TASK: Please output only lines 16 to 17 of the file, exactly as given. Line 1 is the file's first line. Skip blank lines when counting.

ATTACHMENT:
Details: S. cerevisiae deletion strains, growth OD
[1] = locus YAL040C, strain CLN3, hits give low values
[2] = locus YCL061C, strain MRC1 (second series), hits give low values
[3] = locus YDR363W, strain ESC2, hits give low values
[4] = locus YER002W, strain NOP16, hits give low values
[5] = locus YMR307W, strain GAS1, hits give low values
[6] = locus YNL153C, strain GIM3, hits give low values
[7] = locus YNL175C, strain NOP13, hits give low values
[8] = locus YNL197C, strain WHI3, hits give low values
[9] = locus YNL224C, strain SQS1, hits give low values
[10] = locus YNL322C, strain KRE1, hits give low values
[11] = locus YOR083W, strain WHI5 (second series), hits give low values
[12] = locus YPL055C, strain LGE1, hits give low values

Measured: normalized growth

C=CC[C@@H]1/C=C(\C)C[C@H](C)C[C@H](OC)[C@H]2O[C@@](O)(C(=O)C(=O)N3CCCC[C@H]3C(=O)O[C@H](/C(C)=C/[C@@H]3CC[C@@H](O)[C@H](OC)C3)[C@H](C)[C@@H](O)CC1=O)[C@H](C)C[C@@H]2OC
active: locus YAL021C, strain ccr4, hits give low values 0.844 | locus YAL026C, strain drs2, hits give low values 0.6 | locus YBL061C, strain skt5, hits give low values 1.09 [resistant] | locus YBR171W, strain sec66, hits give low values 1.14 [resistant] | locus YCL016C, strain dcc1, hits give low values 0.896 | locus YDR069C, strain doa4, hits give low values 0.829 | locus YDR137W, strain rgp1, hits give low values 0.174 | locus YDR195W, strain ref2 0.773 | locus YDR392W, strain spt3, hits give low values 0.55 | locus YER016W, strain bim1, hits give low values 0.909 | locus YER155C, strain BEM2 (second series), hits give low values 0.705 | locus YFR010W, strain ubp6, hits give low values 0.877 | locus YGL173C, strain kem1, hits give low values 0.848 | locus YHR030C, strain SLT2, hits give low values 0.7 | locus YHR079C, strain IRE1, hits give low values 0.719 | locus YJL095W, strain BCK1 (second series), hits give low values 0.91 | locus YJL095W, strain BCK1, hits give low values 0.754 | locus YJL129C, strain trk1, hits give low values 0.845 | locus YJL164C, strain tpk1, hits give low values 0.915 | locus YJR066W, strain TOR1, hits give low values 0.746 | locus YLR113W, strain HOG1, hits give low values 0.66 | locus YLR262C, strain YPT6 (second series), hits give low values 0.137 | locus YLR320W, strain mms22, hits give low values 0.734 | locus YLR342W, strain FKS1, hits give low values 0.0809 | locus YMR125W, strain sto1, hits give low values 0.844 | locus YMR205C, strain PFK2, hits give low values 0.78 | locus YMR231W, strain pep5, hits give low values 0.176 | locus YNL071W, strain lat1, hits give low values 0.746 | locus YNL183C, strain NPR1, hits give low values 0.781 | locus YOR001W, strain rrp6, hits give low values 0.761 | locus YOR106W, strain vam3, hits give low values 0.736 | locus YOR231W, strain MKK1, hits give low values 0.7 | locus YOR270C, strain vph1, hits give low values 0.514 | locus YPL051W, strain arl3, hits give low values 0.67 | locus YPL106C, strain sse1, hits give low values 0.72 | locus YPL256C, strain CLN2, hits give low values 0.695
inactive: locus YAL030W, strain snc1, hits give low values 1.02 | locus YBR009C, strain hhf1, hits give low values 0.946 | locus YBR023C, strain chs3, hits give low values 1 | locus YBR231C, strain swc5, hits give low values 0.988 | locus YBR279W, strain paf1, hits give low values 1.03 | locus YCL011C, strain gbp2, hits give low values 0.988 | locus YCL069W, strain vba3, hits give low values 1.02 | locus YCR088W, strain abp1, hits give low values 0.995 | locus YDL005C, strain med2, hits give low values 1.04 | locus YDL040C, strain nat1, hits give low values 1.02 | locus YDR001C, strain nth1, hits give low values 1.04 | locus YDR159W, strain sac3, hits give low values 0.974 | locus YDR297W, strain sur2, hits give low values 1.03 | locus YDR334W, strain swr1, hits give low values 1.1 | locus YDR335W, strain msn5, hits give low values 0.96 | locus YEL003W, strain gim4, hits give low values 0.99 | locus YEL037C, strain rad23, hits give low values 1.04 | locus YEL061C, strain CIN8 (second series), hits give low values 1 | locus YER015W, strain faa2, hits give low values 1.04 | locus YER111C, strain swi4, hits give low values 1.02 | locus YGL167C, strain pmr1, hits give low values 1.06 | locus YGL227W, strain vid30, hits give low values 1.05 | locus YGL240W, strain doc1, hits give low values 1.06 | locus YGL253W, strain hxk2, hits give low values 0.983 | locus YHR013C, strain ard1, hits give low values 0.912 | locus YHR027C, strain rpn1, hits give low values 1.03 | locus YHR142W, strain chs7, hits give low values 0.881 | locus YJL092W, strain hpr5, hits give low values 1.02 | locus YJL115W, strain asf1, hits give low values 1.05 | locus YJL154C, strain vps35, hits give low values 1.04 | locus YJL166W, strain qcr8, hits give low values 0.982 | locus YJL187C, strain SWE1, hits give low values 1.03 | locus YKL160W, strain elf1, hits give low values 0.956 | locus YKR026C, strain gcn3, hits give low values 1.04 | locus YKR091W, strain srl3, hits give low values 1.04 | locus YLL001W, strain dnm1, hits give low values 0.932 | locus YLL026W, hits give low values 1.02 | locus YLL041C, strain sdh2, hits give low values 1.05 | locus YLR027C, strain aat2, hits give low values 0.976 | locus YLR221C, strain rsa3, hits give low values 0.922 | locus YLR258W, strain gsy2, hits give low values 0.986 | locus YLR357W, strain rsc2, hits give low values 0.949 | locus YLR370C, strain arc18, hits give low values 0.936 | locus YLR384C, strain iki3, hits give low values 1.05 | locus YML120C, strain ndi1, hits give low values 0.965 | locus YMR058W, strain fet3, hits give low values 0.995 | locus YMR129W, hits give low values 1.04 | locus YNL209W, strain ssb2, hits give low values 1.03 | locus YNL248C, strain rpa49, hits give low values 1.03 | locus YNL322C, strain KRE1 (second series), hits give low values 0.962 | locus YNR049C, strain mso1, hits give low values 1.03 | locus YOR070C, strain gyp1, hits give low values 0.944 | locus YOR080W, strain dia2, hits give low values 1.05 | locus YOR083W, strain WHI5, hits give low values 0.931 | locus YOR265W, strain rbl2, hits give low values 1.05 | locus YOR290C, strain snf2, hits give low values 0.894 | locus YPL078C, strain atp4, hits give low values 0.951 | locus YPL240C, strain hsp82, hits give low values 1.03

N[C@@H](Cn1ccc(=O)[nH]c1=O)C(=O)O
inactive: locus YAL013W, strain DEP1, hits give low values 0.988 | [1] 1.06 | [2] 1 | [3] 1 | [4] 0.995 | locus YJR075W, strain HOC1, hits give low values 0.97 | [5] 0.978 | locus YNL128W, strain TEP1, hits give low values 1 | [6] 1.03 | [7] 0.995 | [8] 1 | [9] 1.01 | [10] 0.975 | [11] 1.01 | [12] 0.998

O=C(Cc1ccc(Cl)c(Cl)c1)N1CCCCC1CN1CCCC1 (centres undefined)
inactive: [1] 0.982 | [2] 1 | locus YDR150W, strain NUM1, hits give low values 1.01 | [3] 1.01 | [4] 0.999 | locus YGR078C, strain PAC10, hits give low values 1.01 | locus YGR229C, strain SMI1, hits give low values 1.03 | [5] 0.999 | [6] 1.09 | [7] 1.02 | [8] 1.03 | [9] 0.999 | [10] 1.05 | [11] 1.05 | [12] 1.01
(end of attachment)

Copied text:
active: locus YAL021C, strain ccr4, hits give low values 0.844 | locus YAL026C, strain drs2, hits give low values 0.6 | locus YBL061C, strain skt5, hits give low values 1.09 [resistant] | locus YBR171W, strain sec66, hits give low values 1.14 [resistant] | locus YCL016C, strain dcc1, hits give low values 0.896 | locus YDR069C, strain doa4, hits give low values 0.829 | locus YDR137W, strain rgp1, hits give low values 0.174 | locus YDR195W, strain ref2 0.773 | locus YDR392W, strain spt3, hits give low values 0.55 | locus YER016W, strain bim1, hits give low values 0.909 | locus YER155C, strain BEM2 (second series), hits give low values 0.705 | locus YFR010W, strain ubp6, hits give low values 0.877 | locus YGL173C, strain kem1, hits give low values 0.848 | locus YHR030C, strain SLT2, hits give low values 0.7 | locus YHR079C, strain IRE1, hits give low values 0.719 | locus YJL095W, strain BCK1 (second series), hits give low values 0.91 | locus YJL095W, strain BCK1, hits give low values 0.754 | locus YJL129C, strain trk1, hits give low values 0.845 | locus YJL164C, strain tpk1, hits give low values 0.915 | locus YJR066W, strain TOR1, hits give low values 0.746 | locus YLR113W, strain HOG1, hits give low values 0.66 | locus YLR262C, strain YPT6 (second series), hits give low values 0.137 | locus YLR320W, strain mms22, hits give low values 0.734 | locus YLR342W, strain FKS1, hits give low values 0.0809 | locus YMR125W, strain sto1, hits give low values 0.844 | locus YMR205C, strain PFK2, hits give low values 0.78 | locus YMR231W, strain pep5, hits give low values 0.176 | locus YNL071W, strain lat1, hits give low values 0.746 | locus YNL183C, strain NPR1, hits give low values 0.781 | locus YOR001W, strain rrp6, hits give low values 0.761 | locus YOR106W, strain vam3, hits give low values 0.736 | locus YOR231W, strain MKK1, hits give low values 0.7 | locus YOR270C, strain vph1, hits give low values 0.514 | locus YPL051W, strain arl3, hits give low values 0.67 | locus YPL106C, strain sse1, hits give low values 0.72 | locus YPL256C, strain CLN2, hits give low values 0.695
inactive: locus YAL030W, strain snc1, hits give low values 1.02 | locus YBR009C, strain hhf1, hits give low values 0.946 | locus YBR023C, strain chs3, hits give low values 1 | locus YBR231C, strain swc5, hits give low values 0.988 | locus YBR279W, strain paf1, hits give low values 1.03 | locus YCL011C, strain gbp2, hits give low values 0.988 | locus YCL069W, strain vba3, hits give low values 1.02 | locus YCR088W, strain abp1, hits give low values 0.995 | locus YDL005C, strain med2, hits give low values 1.04 | locus YDL040C, strain nat1, hits give low values 1.02 | locus YDR001C, strain nth1, hits give low values 1.04 | locus YDR159W, strain sac3, hits give low values 0.974 | locus YDR297W, strain sur2, hits give low values 1.03 | locus YDR334W, strain swr1, hits give low values 1.1 | locus YDR335W, strain msn5, hits give low values 0.96 | locus YEL003W, strain gim4, hits give low values 0.99 | locus YEL037C, strain rad23, hits give low values 1.04 | locus YEL061C, strain CIN8 (second series), hits give low values 1 | locus YER015W, strain faa2, hits give low values 1.04 | locus YER111C, strain swi4, hits give low values 1.02 | locus YGL167C, strain pmr1, hits give low values 1.06 | locus YGL227W, strain vid30, hits give low values 1.05 | locus YGL240W, strain doc1, hits give low values 1.06 | locus YGL253W, strain hxk2, hits give low values 0.983 | locus YHR013C, strain ard1, hits give low values 0.912 | locus YHR027C, strain rpn1, hits give low values 1.03 | locus YHR142W, strain chs7, hits give low values 0.881 | locus YJL092W, strain hpr5, hits give low values 1.02 | locus YJL115W, strain asf1, hits give low values 1.05 | locus YJL154C, strain vps35, hits give low values 1.04 | locus YJL166W, strain qcr8, hits give low values 0.982 | locus YJL187C, strain SWE1, hits give low values 1.03 | locus YKL160W, strain elf1, hits give low values 0.956 | locus YKR026C, strain gcn3, hits give low values 1.04 | locus YKR091W, strain srl3, hits give low values 1.04 | locus YLL001W, strain dnm1, hits give low values 0.932 | locus YLL026W, hits give low values 1.02 | locus YLL041C, strain sdh2, hits give low values 1.05 | locus YLR027C, strain aat2, hits give low values 0.976 | locus YLR221C, strain rsa3, hits give low values 0.922 | locus YLR258W, strain gsy2, hits give low values 0.986 | locus YLR357W, strain rsc2, hits give low values 0.949 | locus YLR370C, strain arc18, hits give low values 0.936 | locus YLR384C, strain iki3, hits give low values 1.05 | locus YML120C, strain ndi1, hits give low values 0.965 | locus YMR058W, strain fet3, hits give low values 0.995 | locus YMR129W, hits give low values 1.04 | locus YNL209W, strain ssb2, hits give low values 1.03 | locus YNL248C, strain rpa49, hits give low values 1.03 | locus YNL322C, strain KRE1 (second series), hits give low values 0.962 | locus YNR049C, strain mso1, hits give low values 1.03 | locus YOR070C, strain gyp1, hits give low values 0.944 | locus YOR080W, strain dia2, hits give low values 1.05 | locus YOR083W, strain WHI5, hits give low values 0.931 | locus YOR265W, strain rbl2, hits give low values 1.05 | locus YOR290C, strain snf2, hits give low values 0.894 | locus YPL078C, strain atp4, hits give low values 0.951 | locus YPL240C, strain hsp82, hits give low values 1.03